What makes HIUs and District Heating a more sustainable and desirable option than traditional heating methods?
Sustainable heating is much easier to access through a communal heating network like district heating because there is greater feasibility to use renewable energy sources. With a conventional boiler, the heat source remains the same. On the other hand, with a district heating network the heat source is much more flexible meaning a range of non-renewable and renewable energy options are compatible. As pressing demands continue to rise for greener heating solutions to be adopted, this makes district heating offers a promising solution for new developments.
Heating networks in Europe have been much more frequent in function and spoken about in their successes, with Copenhagen in Denmark a prime example as the city looks set to achieve carbon net-zero targets by 2025. 30% of Denmark is heated through the burning of plastic waste that could be recycled no other way and 50% of the country is heated through similar district heating processes.
District heating is a relatively new concept in the UK; however, there are examples of plans for this green heating solution to be implemented and cases where it has been a success. Bristol is the latest city to announce plans to create a district heating network centrally within the city to work towards net-zero goals. These plans look set to use a range of different renewable sources to decarbonise the city including the usage of sewer water. There has been a lack of district heating networks in the UK as the development and implementation of such solutions can be quite expensive in areas that are already built-up. In contrast, this cost is less prevalent in the development of new dwellings and properties as these areas are yet to be built.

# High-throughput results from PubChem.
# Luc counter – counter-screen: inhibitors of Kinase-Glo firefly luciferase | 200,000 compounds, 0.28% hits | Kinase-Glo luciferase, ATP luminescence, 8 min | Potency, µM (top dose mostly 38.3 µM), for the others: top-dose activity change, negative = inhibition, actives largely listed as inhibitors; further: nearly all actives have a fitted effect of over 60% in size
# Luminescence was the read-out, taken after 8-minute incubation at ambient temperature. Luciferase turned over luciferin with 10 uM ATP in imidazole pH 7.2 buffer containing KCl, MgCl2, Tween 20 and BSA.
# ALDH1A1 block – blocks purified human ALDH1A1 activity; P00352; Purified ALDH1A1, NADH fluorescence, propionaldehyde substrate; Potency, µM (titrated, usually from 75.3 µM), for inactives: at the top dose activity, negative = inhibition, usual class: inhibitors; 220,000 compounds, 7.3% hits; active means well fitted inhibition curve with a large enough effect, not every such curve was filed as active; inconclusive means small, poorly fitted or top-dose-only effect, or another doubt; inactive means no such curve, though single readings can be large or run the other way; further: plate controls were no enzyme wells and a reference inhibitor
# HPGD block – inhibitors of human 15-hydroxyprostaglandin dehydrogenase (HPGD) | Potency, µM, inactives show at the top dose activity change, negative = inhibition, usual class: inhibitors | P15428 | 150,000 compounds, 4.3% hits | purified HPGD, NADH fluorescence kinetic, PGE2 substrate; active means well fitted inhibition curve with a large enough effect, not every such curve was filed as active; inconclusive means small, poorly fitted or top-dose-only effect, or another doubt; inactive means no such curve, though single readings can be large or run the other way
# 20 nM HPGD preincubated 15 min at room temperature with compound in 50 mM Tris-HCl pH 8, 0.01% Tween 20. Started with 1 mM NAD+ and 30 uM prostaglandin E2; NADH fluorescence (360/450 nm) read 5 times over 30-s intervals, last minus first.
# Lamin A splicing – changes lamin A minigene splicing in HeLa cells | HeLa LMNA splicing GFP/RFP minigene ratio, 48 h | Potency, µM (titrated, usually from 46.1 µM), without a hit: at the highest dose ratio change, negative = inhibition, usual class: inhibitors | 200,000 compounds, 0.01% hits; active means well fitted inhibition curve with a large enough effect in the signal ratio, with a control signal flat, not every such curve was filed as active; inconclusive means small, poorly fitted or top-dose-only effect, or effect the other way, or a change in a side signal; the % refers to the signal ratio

Because of their high energy efficiency, heat interface units play a key role in district heating from a sustainability perspective. Combined with renewable heat sources, a highly efficient unit makes the perfect combination for sustainable and effective heating of new and existing buildings.
Heat interface units, like Calefa, offer intelligent machine learning which after two weeks can memorise a household’s energy usage patterns. Therefore, optimising the amount of energy used and ensuring a comfortable indoor climate for residents. This makes the Calefa unit a market leader for intelligence and energy efficiency.
Alongside the sustainable character of HIUs and district heating, there are a range of other features and benefits that make them a desirable option for greener heating solutions including:
Instead of having separate energy sources, everyone in one area uses the same source meaning energy costs are cheaper as they are split between all residents.
Heat interface units use machine learning to understand inhabitant’s uses of energy, meaning energy usage is maximised
Repairs and maintenance are easy identifiable and rectifiable as the central source is powering the heating and hot water supply of everyone within the district.